Tuesday, February 5, 2013

Google Chromebook Root (Dev Mode)

Developer-mode BIOS switch location on Samsung 

Written by: Dietrich T. Schmitz

There seems to be a kerfuffle in the works with this post and I might add some confusion regarding Google's Chromebook BIOS.

The problem begins with the title: "Don't like Secure Boot?, Don't buy a Chromebook."

First off, Google have seen fit to aggressively pursue adoption of an open bios specification.  The Chromebook uses Coreboot, formerly known as LinuxBIOS.

The article's title by itself is a bit sensationalistic and might raise some concern triggered by the implied message that Chromebooks use Secure Boot.  They don't.

The difference is that while Coreboot has similar CRC checkpoints in the bootstrap process called Verified Boot, Google's documentation for unlocking (rooting) your Chromebook is quite clear.

Add to that, Google has designed into the hardware a side panel switch (or under the battery if you are using an original Cr-48) which let's anyone override the Verified boot process.

[Edit: A comment on the G+ side from +Shawn W Dunn drew my attention to the fact that Samsung's ARM Chromebook uses a 'virtual switch' in place of a physical switch.  More info here.]

From the Coreboot website:

coreboot is a Free Software project aimed at replacing the proprietaryBIOS (firmware) found in most computers. coreboot performs a little bit of hardware initialization and then executes additional boot logic, called a payload.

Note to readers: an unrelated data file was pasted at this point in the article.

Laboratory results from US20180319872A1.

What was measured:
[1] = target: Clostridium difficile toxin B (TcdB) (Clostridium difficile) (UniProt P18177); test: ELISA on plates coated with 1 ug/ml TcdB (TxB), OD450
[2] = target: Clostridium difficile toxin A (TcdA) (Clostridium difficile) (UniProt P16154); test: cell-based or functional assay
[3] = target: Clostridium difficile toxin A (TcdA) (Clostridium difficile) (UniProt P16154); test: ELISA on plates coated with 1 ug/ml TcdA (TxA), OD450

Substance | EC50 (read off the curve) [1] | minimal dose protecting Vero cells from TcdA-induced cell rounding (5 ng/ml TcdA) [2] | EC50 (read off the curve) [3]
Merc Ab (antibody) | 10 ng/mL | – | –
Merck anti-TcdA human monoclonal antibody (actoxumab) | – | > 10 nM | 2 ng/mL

With the separation of hardware initialization and later boot logic, coreboot can scale from specialized applications that run directly from firmware, run operating systems in flash, load custom bootloaders, or implement firmware standards, like PC BIOS services or UEFI. This allows for systems to only include the features necessary in the target application, reducing the amount of code and flash space required.
coreboot currently supports over 230 different mainboards. Check theSupport page to see if your system is supported.
coreboot was formerly known as LinuxBIOS.

And that is a big difference when comparing Windows certified equipment to Google Chromebooks from any of the current four OEMs, Samsung, Acer, Lenovo, and HP.

(You may or may not have luck obtaining technical support from the retail concern where you purchased your Windows certified Windows 8 PC on unlocking Secure Boot.)

Dietrich T. Schmitz, Your Linux Advocate
Good Luck. --Dietrich

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